The 2017 Route – Kings, cannibals and climbs

The route launch is finally here and man, are we excited! It's been a long time coming with a lot of hard work behind the scenes to finalise this brand-new route. The 2017 Lesotho Sky stage race will be a race steeped in African history...

Claudi Calouri, Kevin Landry and Isaac Molapo during Following the horsemen. Photo by Dan Milner

Following the horsemen

“My name is Michael Ramashamole. Chief of Ha Simeone. I will show you the past. Before trucks and busses. We only had our trails. The soft passing of foot and hoof. These paths allow the mountains to breath. They are our communication. They are our economy. They are our veins.”   These haunting, poetic words echo...

Need altitude training? Come and make a weekend of it.

They say training needs the right attitude, but for a grueling stage race high up in the Lesotho mountains, it needs altitude.  Every year, we get the same requests from riders who want to come for a few days to get used to the altitude before...

Pump For Peace – One of kind pump track at Roma

We took hands with Velosolutions and Have A Good One to bring you the first Pump For Peace project in Africa - a one of its kind pump track in Roma. The mountain bike kingdom has recently opened its first pump track in Roma and it kicks...

Although for since the very first Lesotho Sky, we have given the GPS route to our riders to use as reference, the route was always marked. This year however we are moving to GPS route all together. As such it is important that all riders know what is going on and have some sort of GPS device that works for them. So I am going to do my best to explain what works best for me, when following GPS tracks in Lesotho. We will send you the official GPS route prior to the start of the vent. It is important that you load and test these tracks onto your GPS prior to the start of the event. 1. Simplify your device: Maps and information is nice to have but will complicate your display a lot. Following the track is much easier if you turn off everything extra and just show the track in question. If your device has a high contrast mode, this will help greatly in seeing the route. 2. Set your zoom distance: I like to use the GPS set on 80m zoom. Some people like to use 2 devises: one zoomed in to 25 and one at 120m to give you a better overall feeling. 3. Set your device to “Track up”: Most devices are set this way but in the case that your device is set to “North Up” navigate to map settings and set it to “track up”. This will make sure that the map will orientate itself. 4. Recommended devices: Cyclist in general already have a GPS device that they use for every ride. And nearly all of them have the ability for you to navigate a track. I have used the following with great success Garmin edge 750 Garmin edge 800 Garmin edge 810 Garmin edge 25 Garmin trex 20 Garmin etrex 10 My Samsung galaxy S4 with STRAVA If you want something that will work really well, at the best possible price. Have a look at the Garmin Etrex 10, make sure you buy the bike mount with it. This GPS is as simple as it gets, no base map, just a track to follow and it has a black and white high contrast display that is easy to read in direct sunlight. Go and practice… Download a route to your device (Strava does this really well). Load a GPS trail from where you train and see how the system you use works and what works for you. Go out and ride, get the feel of following the GPS. This practice will go a long way when you face a choice of 3 different tracks all going a similar direction on the Lesotho Sky race. Ultimately the bets GPS setup is one that you are used to and comfortable with. The only way of doing this is to practice. I hope all of this helps, there will be big fines for anyone getting lost on the trail this year. See you all in the #MountainBikeKingdom, Darol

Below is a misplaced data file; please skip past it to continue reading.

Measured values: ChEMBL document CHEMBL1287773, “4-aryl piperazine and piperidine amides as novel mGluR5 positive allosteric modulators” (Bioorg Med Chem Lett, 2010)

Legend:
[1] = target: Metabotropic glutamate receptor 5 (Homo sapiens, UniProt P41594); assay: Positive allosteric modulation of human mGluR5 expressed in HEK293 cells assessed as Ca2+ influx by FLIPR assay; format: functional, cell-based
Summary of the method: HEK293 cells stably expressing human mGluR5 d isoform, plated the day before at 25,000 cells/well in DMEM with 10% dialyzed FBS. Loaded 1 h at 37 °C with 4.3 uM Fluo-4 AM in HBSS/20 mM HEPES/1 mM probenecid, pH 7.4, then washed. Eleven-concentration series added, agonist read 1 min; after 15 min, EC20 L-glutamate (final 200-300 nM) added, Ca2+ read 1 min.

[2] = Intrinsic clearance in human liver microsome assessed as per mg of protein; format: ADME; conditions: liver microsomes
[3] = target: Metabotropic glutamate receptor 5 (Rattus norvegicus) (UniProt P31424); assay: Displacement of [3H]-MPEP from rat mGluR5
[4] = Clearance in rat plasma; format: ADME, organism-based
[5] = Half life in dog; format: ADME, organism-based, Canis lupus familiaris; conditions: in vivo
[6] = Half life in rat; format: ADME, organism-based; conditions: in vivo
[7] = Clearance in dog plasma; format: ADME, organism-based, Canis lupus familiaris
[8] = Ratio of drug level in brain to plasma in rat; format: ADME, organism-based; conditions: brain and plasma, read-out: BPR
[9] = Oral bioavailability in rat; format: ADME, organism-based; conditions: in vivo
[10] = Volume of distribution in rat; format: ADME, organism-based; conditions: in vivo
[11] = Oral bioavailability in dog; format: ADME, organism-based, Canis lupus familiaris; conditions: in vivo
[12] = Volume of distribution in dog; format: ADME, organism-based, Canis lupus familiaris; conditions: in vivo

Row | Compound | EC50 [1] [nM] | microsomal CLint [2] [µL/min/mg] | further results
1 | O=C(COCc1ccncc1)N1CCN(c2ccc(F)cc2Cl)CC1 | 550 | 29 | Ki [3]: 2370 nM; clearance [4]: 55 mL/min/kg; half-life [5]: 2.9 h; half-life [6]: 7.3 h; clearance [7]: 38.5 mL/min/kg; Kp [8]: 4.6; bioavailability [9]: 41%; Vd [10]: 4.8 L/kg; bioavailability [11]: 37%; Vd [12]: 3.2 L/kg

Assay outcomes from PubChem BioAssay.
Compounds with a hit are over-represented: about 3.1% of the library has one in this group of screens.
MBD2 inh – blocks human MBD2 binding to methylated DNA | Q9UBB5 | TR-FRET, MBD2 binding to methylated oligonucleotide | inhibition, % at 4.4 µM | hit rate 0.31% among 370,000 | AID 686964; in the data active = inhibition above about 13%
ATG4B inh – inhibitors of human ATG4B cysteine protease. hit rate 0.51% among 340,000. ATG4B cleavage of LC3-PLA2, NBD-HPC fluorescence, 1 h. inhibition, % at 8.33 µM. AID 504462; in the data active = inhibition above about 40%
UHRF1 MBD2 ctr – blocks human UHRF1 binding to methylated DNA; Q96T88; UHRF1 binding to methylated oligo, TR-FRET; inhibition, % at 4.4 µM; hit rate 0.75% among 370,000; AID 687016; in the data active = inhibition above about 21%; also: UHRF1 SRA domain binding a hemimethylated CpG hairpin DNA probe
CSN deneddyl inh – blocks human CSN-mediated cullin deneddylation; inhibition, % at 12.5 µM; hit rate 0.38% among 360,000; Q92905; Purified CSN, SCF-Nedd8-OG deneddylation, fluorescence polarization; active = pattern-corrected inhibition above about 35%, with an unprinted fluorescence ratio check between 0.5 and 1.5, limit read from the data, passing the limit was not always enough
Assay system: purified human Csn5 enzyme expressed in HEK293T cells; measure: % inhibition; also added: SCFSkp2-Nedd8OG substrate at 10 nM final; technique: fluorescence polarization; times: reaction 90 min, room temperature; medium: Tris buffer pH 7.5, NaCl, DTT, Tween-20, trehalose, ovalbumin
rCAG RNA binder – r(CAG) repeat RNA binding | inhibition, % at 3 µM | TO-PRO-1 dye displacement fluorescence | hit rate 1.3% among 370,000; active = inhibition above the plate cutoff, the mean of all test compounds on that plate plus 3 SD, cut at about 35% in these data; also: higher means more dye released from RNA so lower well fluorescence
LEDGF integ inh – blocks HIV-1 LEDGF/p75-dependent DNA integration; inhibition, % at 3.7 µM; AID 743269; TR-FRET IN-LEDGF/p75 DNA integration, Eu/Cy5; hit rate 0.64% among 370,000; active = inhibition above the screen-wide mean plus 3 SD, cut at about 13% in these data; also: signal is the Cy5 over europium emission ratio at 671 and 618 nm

GPS navigation in 3 simple steps

MTB race advice by Darol Howes. Since the first Lesotho Sky, we have given the GPS route to our riders to use as reference, although the route was always marked out. In 2016 however, we moved to a fully GPS navigation for the race. This my best advice...

Lesotho Sky 2016: Done and dusted

The 6th edition of the Lesotho Sky is done and dusted. What started in 2011 with a handful of passionate mountain bikers grew into one of Africa’s most spectacular and toughest stage races. The Lesotho Sky 2016 race, with its 392km of mostly single tracks,...

Lesotho Sky 2016 Race Report: Day 5

Welcome to Lesotho Sky 2016 Day 5. There’s something special about the people who come to ride the Lesotho Sky. Throughout the week the Afrikaans word gees came up in conversation. Gees is something you have or experience. It literally means spirit, but it can also...

Lesotho Sky 2016 Race Report: Day 4

Lesotho Sky 2016 race report day 4 Today was another awesome day as Phetetso Monese celebrated his 32nd birthday and took the stage win with teammate Stuart Marais for team Vodacom Lesotho. Daniel Gathof rode over a ploughed field and had to down a beer as...

Lesotho Sky 2016 Race Report: Day 3

All photos: Wayne Reiche This stage is probably among the toughest stages in any official mountain bike race in southern Africa. It is 86km of pure grind and grit. For the first half of the stage, riders had tricky river crossings to deal with, and battled...

Lesotho Sky 2016 Race Report: Day 2

Lesotho Sky 2016 Race Report Day 2: The Malealea Loop took riders on the same route as the legendary Lesotho race, The Malealea monster.  52 km the route is a perfect blend of fast flowing single tracks, gnarly downhill switchbacks and endless climbs. Due to the...